Do we need an SLA for VIPs

By ITIL® from Experience©

A "Very Important Person" (VIP) usually includes executives from IT and the business (e.g. CIO, CxOs, directors). Given that their time is very valuable and that they have a powerful ‘bark’, the common thinking is that it is better to keep them happy to avoid a complaint.

Alerts are often put in ITSM tools to ensure that Service Desk Analysts treat them with a sense of urgency. Some even assign their highest level of priority to VIP incidents and service requests as if they are Major Incidents.

In one organization everyone dropped what they were doing every time the CEO needed help. One day he called the Service Desk because he was having trouble loading music on his iPod. Even though he told the Service Desk Agent that he was asking for a favor since his request was not business related, everyone was mobilized as if a major incident happened simply because "He" called. This caused unnecessary Service Level Agreement (SLA) breaches on other requests until his music was loaded.

Priority of service should be driven based on the impact to the business and urgency of the situation; not based on the user's position in the organization (see What is another term for User). Thus, the incident from a surgeon who cannot print the directions to a friend's cottage is less of a priority compared to the incident of a nurse who cannot monitor a patient’s vital signs in the Intensive Care Unit. Perhaps this is why ITIL® does not mention VIP or User-Based SLAs1 even though many ITSM tools have that functionality (e.g. Marval MSM, Axios assyst).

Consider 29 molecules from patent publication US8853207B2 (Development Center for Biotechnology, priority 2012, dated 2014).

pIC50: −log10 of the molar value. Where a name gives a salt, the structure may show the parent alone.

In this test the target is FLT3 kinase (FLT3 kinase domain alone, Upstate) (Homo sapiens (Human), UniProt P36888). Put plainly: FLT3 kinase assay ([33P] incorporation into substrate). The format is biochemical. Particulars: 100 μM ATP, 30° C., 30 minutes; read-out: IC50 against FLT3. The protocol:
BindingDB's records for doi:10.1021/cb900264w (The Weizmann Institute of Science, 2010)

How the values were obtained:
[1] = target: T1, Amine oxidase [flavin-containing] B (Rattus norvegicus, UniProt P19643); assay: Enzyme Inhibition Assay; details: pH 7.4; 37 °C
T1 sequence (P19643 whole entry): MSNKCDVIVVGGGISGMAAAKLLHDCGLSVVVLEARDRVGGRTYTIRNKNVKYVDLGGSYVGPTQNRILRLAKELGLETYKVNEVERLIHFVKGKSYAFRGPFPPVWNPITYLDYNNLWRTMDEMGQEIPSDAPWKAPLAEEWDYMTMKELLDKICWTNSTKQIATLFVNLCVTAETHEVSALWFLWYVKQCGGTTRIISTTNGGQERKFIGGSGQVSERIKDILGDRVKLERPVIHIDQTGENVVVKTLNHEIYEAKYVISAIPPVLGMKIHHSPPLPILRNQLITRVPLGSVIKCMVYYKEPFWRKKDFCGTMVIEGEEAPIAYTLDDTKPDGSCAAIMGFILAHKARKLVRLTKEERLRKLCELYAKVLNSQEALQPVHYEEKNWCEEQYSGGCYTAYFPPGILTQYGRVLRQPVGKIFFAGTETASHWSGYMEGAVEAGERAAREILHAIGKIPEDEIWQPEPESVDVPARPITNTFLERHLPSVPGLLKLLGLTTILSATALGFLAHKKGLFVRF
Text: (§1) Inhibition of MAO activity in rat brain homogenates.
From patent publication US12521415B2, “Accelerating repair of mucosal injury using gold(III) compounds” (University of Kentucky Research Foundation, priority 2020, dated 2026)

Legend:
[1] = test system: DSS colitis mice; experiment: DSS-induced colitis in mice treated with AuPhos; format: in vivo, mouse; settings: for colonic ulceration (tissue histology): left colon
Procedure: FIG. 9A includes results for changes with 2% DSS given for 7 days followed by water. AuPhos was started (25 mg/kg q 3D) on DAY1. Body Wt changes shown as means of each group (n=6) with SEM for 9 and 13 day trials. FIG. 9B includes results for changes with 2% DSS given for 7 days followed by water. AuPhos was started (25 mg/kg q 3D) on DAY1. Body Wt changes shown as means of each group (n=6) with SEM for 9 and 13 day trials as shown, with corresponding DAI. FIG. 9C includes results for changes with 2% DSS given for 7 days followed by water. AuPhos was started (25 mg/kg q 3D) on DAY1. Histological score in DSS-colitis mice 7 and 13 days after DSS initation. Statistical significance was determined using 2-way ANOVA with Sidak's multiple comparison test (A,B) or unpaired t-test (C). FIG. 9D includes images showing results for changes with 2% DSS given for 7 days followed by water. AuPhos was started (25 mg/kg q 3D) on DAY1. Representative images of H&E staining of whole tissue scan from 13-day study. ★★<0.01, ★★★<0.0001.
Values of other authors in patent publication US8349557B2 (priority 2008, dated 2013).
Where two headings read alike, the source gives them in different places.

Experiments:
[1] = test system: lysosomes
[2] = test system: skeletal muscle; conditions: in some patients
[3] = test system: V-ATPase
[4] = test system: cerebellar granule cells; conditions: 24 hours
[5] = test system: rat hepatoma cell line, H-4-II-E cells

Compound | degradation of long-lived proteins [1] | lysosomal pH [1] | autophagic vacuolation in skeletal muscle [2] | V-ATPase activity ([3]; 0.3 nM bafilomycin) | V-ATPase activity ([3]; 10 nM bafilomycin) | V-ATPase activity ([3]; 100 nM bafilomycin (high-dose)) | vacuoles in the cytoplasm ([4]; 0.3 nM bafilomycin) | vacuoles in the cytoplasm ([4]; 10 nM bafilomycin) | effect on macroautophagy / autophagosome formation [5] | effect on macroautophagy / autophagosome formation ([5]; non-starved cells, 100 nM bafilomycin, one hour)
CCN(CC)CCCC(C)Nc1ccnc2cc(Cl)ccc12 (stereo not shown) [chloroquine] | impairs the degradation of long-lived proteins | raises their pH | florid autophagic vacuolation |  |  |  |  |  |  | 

The need to implement a VIP SLA is typically driven by a reaction to a bad customer service experience by a VIP (see How to make sure VIPs do not wait when calling the Service Desk). Most of the time, a band aid or workaround solution is put in place by giving the mobile telephone number of the best Service Desk Agent to VIPs. Sometimes an emergency telephone number is setup and staffed on rotation. However, this quick-fix does not address the root cause which might be that a junior staff took the call or because of a systemic under-investment in the Service Desk.

To ensure that customer needs are met, ITIL® recommends to gather the Service Level Requirements (see We need SLAs. Should we start with Service Level Requirements). Thus, a common approach is to present VIPs a priority matrix with response and resolution times based on business impact. However, most VIPs do not care about priority and best practices as long as their expectations are met. Only IT cares about priority because of limited resources!

The biggest problem with VIP SLAs is that once a VIP is not satisfied with the VIP service, operations will need to create a V-VIP, then to a V-V-VIP SLA and so on until the root cause is addressed. Perhaps it is why Steve Jobs called his Service Desk whenever he needed support – he experienced the service first-hand and enabled him to address issues. Thus, addressing service delivery issues removes the needs for a VIP SLA.

Last updated on: 2018-11-05
Published on: 2014-02-27

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